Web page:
Heavy Stones – Interval Training Workout for Strength and Power

It was stone lifting time at MosLadder the other day, and it was wicked. The workout consisted of stone lifts and throws (with lighter stones) done in a circuit for 3 rounds.

This workout is great for building strength and power. Although it is short, don’t be surprised if 3 rounds of this leaves you sore for a couple of days. In the videos below I am throwing stones from 20# to 50#, and lifting 93#, 111#, 113# and 133#.

For the larger stones, I lift it like an Atlas stone and once it is at chest level, I push throw it off my chest with my whole body.

Here is the workout:

Homemade Mace Swings:  I have this homemade ‘macebell’ made of galvanized steel pipe, filled with rocks and topped off with a couple of plates and a flange. It weighs about 20 pounds. I started with this as a warm-up, then decided to keep it in to pre-exhaust the muscles.

-Side Throws: Throw all lighter stones, run out and throw them back with the opposite side.

3X lift:   Immediately run to heavy stones and lift. Pull the stone to your lap or straight up and to your chest, get your hands behind it and execute a push throw driving from the ground up.

Repeat for 3-5 rounds. For clarification, watch the videos below. Have fun!


Complete your home gym with the perfect suspension trainer or gymnastics rings:

http://mosladder.hubpages.com/hub/Buying-a-Jungle-Gym-XT-Online

http://mosladder.hubpages.com/hub/Which-Gymnastics-Rings-Should-you-Choose

The Four Minute Workouts-How Research and Experimentation Supports a Minimalist Approach to Exercise

The title may be loaded, but the goal of this post is to leave you with some excellent workouts that do everything from increase your cardiovascular endurance to building muscle; all in the span of 4-10 minutes.
The research is there to support doing less exercise at a higher intensity. You could say it has been available since Arthur Jones pushed Casey Viator through his HIT workouts in the Colorado Experiment. The Tabata study, which tested trained athletes using 4-minute high intensity cycling intervals proved there was real science behind the idea.  
At Canada’s McMaster University, the scientists tested subjects using 10 1-minute sprint intervals on a stationary bike. What they found was that even with 60 second rests in between sprints, the effect was equivalent to longer endurance training sessions.
For people who don’t like long cardio sessions anyway, consider the advice of Alwyn Cosgrove, who prefers cardio intervals using a variety of exercise equipment and one’s own bodyweight. The result? Less impact on knees and other joints and greater fat-burning potential through increased muscular development.
So how do you get started? How can you add to your current cache of routines? Do some exercises work better than others?
Get started by choosing the duration of the intervals and how much rest you will take between them. For instance, if you want to follow the Tabata method, do maximum effort on an exercise for 20 seconds, rest for 10 seconds and repeat. Do this for a total of four minutes or 8 sets. The key to this method is an all-out effort every set.  Repeat after 2-3 minutes of rest if you can (or want to.)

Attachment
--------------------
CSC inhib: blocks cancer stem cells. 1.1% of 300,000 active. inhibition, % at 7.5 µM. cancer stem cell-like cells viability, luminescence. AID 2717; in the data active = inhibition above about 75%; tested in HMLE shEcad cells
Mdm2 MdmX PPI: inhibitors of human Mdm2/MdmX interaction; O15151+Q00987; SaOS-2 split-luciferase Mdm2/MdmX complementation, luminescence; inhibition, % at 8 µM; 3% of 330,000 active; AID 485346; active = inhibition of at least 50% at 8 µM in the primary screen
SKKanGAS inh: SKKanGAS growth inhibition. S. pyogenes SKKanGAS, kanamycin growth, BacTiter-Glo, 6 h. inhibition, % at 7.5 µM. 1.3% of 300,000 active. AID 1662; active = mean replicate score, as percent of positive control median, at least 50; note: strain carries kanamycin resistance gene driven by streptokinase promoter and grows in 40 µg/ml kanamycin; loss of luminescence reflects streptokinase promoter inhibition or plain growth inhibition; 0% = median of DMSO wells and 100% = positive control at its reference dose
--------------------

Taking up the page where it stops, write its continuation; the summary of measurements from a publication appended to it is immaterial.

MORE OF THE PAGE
If you want to use the protocol of the McMaster’s University experiment, do 10 1- minute intervals at high to maximum intensity, resting 60 seconds between each. After 1 minute of all-out work, you should need that rest.
Some exercises are better suited to giving an all-out effort that really gets the heart pumping. Bodyweight exercises are one example. Try one of the following to experiment with this protocol:
-Burpees (Jumping Burpees.)
-Jump Squats/Bodyweight Squats
-Bear Crawls
-Pushups
-Lateral Lunges or ‘Skaters.’
Ballistic movements not only get the heart racing, but can increase strength and power as well. The perfect choice is a kettlebell, but if you don’t have one, a dumbbell can be substituted, as long as you are careful. With a kettlebell or dumbbell, try the following:
-KB Swings
-KB Snatch
-Clean and Press/Clean and Jerk
-Push Presses
The studies mentioned above were targeted at improving the average person’s general conditioning or at increasing the maximum oxygen uptake of an athlete. They did not test for muscular development, but the Colorado Experiment did. Regardless of the scientific validity of this event, it is worth trying this protocol as a means of increasing muscle size and, as a consequence, increasing strength. Here are my suggestions:
Use the 4-minute protocol, but instead of using all-out effort, create constant tension by not locking out at the top or bottom of the movement, and taking 3-4 seconds for the concentric and eccentric parts of the movement. For a whole body workout, choose 3 or 4 exercises and perform each for 4 minutes, using the 20 seconds on/10 seconds rest approach. For example:
-Deadlifts or Squats
-Standing Overhead Presses
-Pullups
-Dips
If you are in a real hurry, try using one exercise for overall strength. Call it an abbreviated barbell or dumbbell complex if you will. For example,
Combine:
-Bent-over Rows+Deadlifts+Pushups
OR:
Back Squat, Overhead Press in bottom position, Overhead Squat.
By changing the exercise or increasing the weight, this simple routine will help a busy person stay in shape and get stronger. Experiment with different versions of it to see what works best for you. However, keep the intensity high by using constant tension and an adequate resistance.
Even if this seems like ridiculous underachieving, don’t underestimate how effective it can be. Challenge yourself to give an absolute 100 percent effort for a few minutes a day.  It might just convince you to add this method to your fitness toolbox permanently. Just as Tim Ferriss says in his book “The Four Hour Body,” the minimum effective dose is all you need. Anything else is a waste of time and resources.